What is the Autumnal Equinox?
The autumnal equinox—also called the September or fall equinox—is the astronomical start of fall in the Northern Hemisphere and spring in the Southern Hemisphere.
The word equinox comes from the Latin aequus (equal) and nox (night).
During the equinox, the Sun crosses what we call the “celestial equator” (just imagine the line that marks the equator on Earth extending up into the sky) from north to south. Because of this, Earth’s two hemispheres receive the Sun’s rays about equally. The Sun is overhead at noon as seen from the equator, so at this point, the amount of nighttime and daytime (sunlight) are roughly equal to each other.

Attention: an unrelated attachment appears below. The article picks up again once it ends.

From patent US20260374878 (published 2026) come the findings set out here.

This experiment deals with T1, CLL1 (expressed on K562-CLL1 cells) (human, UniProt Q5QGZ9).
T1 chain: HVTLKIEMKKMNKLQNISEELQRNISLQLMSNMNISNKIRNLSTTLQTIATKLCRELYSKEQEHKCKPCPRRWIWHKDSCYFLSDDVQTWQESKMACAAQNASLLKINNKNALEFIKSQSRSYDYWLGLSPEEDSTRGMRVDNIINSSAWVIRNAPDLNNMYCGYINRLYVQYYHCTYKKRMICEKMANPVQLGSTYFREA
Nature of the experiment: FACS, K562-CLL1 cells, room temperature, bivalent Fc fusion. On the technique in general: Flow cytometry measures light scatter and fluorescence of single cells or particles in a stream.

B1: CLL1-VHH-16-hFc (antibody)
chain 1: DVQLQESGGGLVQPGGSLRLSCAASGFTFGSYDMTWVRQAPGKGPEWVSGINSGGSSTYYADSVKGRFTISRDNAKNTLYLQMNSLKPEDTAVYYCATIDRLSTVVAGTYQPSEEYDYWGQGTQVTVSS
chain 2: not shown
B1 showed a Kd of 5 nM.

Another definition of fall is nights of below-freezing temperatures combined with days of temperatures below 70 degrees Fahrenheit (21°C). From here on out, the temperatures begin to drop and the days start to get shorter than the nights.
Q: Is the Autumnal Equinox Really the First Day of Fall?
A: Based on the astronomical definition of seasons, yes, the autumnal equinox does mark the first day of fall (in the Northern Hemisphere). However, according to the meteorological definition of seasons, which is based on temperature cycles and the Gregorian calendar, the first day of fall is September 1.